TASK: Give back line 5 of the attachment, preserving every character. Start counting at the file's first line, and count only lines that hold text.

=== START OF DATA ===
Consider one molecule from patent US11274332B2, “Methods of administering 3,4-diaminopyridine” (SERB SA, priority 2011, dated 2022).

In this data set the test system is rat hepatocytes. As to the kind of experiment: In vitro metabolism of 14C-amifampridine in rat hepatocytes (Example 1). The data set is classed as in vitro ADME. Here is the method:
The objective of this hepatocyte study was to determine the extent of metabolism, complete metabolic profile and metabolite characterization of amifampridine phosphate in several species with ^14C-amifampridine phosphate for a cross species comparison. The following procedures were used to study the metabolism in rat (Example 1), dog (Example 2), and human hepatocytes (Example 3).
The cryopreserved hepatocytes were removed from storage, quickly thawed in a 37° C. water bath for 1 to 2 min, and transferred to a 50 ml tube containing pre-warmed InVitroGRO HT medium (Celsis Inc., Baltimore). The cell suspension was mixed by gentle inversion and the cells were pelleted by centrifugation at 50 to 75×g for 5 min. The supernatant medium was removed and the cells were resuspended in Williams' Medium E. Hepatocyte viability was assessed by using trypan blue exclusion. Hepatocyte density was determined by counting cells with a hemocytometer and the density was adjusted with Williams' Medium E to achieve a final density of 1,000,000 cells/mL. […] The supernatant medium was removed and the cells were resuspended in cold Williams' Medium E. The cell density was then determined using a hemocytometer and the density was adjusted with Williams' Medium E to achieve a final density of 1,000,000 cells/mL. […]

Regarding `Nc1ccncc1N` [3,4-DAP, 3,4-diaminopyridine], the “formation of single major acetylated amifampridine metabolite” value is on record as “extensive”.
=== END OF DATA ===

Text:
Regarding `Nc1ccncc1N` [3,4-DAP, 3,4-diaminopyridine], the “formation of single major acetylated amifampridine metabolite” value is on record as “extensive”.